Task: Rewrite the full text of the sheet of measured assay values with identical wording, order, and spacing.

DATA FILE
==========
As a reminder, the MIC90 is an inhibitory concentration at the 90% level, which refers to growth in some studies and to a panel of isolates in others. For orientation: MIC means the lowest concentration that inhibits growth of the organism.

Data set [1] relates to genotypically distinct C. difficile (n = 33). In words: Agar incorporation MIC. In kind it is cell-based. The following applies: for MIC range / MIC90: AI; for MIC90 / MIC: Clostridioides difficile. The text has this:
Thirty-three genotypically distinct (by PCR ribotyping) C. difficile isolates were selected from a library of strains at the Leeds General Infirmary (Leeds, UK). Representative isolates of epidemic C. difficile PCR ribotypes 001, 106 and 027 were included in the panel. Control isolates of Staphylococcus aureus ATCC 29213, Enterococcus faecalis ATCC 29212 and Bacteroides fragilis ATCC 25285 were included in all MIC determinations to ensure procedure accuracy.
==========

As a reminder, the MIC90 is an inhibitory concentration at the 90% level, which refers to growth in some studies and to a panel of isolates in others. For orientation: MIC means the lowest concentration that inhibits growth of the organism.

Data set [1] relates to genotypically distinct C. difficile (n = 33). In words: Agar incorporation MIC. In kind it is cell-based. The following applies: for MIC range / MIC90: AI; for MIC90 / MIC: Clostridioides difficile. The text has this:
Thirty-three genotypically distinct (by PCR ribotyping) C. difficile isolates were selected from a library of strains at the Leeds General Infirmary (Leeds, UK). Representative isolates of epidemic C. difficile PCR ribotypes 001, 106 and 027 were included in the panel. Control isolates of Staphylococcus aureus ATCC 29213, Enterococcus faecalis ATCC 29212 and Bacteroides fragilis ATCC 25285 were included in all MIC determinations to ensure procedure accuracy.